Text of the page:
Inside the Donut

Like America, Spokane is being divided between high and low incomes, with not much left in the middle

Daniel Walters, in his Inlander article "The Incredible Shrinking Mall" (3/20/14) draws attention to a nationwide trend: Malls generally aren't doing well, especially malls that are home to anchor stores catering to the middle class.

Our own NorthTown Mall is an archetypal '60s/'70s aging mall. Yet NorthTown is different from many malls of that era. A decade ago, when Al French served on the Spokane Plan Commission, he observed: "NorthTown is surrounded by rooftops," meaning neighborhoods. So unlike most suburban malls, out by the freeway interchange, NorthTown could be construed to support the intent of the Spokane Comprehensive Land Use Plan and its "Centers and Corridors" strategy. Theoretically, it should continue to do all right, assuming that its middle-class clientele remains intact. But as reported in the Inlander, NorthTown is planning to shrink its overall footprint.

What happened? Is it just getting too old? Is online buying killing the mall? Are kids finding other ways to spend their time? Or is it all this plus something else?

The Spokesman-Review's Shawn Vestal indirectly answered the question in a recent column. He reports that poverty in Spokane, historically greater on the north side of town, has worsened over the past decade by an astounding 21 percent rise in poverty markers. What in the year 2000 represented Spokane's middle class has become, today, the lower middle class. And what was then lower middle class has drifted downward to poverty. We refer to this as the expanding hole in the donut.

Inequality has been on the rise in America for several decades. One ranking has the United States fourth worst in the entire world. Paradoxically, this has come at the same time that U.S. worker production per capita is at an all-time high; yet at the same time, national GDP growth remains under 3 percent per year.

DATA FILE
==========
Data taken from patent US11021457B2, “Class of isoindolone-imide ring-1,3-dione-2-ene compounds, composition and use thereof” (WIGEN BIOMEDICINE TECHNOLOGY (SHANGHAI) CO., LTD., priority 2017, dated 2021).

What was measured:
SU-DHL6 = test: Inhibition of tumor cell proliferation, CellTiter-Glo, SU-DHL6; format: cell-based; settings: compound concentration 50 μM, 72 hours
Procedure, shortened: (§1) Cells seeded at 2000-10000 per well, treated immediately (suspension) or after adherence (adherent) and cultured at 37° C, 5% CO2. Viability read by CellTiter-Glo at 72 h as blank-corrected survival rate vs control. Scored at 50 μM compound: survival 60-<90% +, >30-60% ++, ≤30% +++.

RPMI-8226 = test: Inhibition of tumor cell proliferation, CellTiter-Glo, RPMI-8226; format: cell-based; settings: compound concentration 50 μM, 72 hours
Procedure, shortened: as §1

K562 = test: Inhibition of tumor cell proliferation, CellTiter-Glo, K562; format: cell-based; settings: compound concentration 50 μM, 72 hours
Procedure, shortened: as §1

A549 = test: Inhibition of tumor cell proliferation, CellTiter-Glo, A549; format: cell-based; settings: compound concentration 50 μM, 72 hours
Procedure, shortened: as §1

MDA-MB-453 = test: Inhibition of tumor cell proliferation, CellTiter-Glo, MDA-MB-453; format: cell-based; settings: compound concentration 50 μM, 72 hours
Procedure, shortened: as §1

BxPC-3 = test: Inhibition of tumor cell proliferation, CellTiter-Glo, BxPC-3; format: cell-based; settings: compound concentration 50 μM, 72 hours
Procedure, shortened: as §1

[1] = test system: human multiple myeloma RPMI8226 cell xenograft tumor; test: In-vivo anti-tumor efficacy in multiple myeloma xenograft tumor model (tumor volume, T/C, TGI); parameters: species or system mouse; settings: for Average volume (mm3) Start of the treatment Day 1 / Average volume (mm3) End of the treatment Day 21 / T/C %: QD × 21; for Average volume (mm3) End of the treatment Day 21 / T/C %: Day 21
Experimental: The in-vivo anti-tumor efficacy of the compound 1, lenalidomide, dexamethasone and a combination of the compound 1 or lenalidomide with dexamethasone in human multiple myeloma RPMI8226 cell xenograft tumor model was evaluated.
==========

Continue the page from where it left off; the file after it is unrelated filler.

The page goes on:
Notably, the U.S. actually looks good by comparison. Our "peer countries" are doing considerably worse: The United Kingdom: .01 percent growth in GDP; Germany: .07 percent; Canada: 1.7 percent; France is flat; Italy's GDP is shrinking by 2.5 percent a year. Nor does it seem to matter whether conservatives or liberals are running the country. Center-right parties control governments in the UK, Germany and Canada — and it makes no difference. To get to higher numbers, you have to get outside "the West." Iraq, for example, reports 8.4 percent growth — but a lot of good it's doing us.

So worker effort is up, yet GDP is slow or down, and to no one's surprise unemployment reflects these numbers. All this necessarily makes the question of wealth distribution all the more important, if for no other reason than the pie isn't growing commensurate with employment and our quality-of-life needs. We seem to have backed into Romneyworld — where it's right and fair that much more goes to far fewer, while many more are working harder for much less.

The result? The middle class shrinks. And even if we had an expanding pie, there would be no guarantee we'd get the desired effect anyway. In today's conservative world, "inequality" has come to be viewed as a kind of birthright — almost a moral imperative. It's Calvinism on steroids.

I discussed all this with John Allen, the proprietor of Spokane's very popular wine shop, Vino! Allen had been wondering if his patrons' buying patterns mirrored what we're seeing in the malls. Allen has managed, through sheer energy and imagination, to successfully navigate 9/11, the recession that began in 2008 and even the arrival of Total Wine. For this new challenge, he decided to run a kind of test at his next wine tasting. He offered more high-end wine along with his usual mid-cost wines and — for the first time — more wines with a lower price point. He set his thresholds: high-end, $35 and up, with many over $65; middle from $15 to $34; and low-end at $12 and under.

His report: "We sold out the high-end wines almost immediately, including bottles $65 and up. And we also sold out the low-end wines — but we sold nothing in the middle range."

There's that donut hole again.

Then the surprise: "Our gross sales from the high end and the low end netted the exact same amount of money." But, he added: "Think about how many more low-end bottles we had to sell."

He has since reconfigured his displays and revised his inventory to reflect this discovery.

If the past decade has proven nothing else, it is that neither "trickle-down economics" nor "supply-side economics" has ever worked as advertised. That "rising tides lift all boats" theory has been shown to be so much hooey.

Case in point: The very day that Vestal's article about poverty in Spokane came out, we learned that the CEO of Comcast, who had been on the job all of three months, was about to be given a $79 million bonus for closing the mega-sales deal with TimeWarner. That's a rising tide, but whose boat is it lifting? ♦